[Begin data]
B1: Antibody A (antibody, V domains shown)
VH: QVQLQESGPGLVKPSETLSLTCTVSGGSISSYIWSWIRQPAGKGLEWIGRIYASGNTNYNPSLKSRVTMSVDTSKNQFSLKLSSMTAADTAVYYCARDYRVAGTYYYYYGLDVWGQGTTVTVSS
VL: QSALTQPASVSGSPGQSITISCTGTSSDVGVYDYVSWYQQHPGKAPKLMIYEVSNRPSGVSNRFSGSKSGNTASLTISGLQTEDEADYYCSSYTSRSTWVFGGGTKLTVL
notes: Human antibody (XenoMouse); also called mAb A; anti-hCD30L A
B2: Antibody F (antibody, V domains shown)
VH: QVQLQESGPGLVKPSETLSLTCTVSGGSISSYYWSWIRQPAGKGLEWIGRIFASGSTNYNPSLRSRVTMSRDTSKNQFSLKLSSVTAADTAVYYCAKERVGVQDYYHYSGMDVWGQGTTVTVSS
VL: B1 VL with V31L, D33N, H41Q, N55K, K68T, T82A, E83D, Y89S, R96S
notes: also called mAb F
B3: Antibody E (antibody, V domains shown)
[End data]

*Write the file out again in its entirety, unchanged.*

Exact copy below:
B1: Antibody A (antibody, V domains shown)
VH: QVQLQESGPGLVKPSETLSLTCTVSGGSISSYIWSWIRQPAGKGLEWIGRIYASGNTNYNPSLKSRVTMSVDTSKNQFSLKLSSMTAADTAVYYCARDYRVAGTYYYYYGLDVWGQGTTVTVSS
VL: QSALTQPASVSGSPGQSITISCTGTSSDVGVYDYVSWYQQHPGKAPKLMIYEVSNRPSGVSNRFSGSKSGNTASLTISGLQTEDEADYYCSSYTSRSTWVFGGGTKLTVL
notes: Human antibody (XenoMouse); also called mAb A; anti-hCD30L A
B2: Antibody F (antibody, V domains shown)
VH: QVQLQESGPGLVKPSETLSLTCTVSGGSISSYYWSWIRQPAGKGLEWIGRIFASGSTNYNPSLRSRVTMSRDTSKNQFSLKLSSVTAADTAVYYCAKERVGVQDYYHYSGMDVWGQGTTVTVSS
VL: B1 VL with V31L, D33N, H41Q, N55K, K68T, T82A, E83D, Y89S, R96S
notes: also called mAb F
B3: Antibody E (antibody, V domains shown)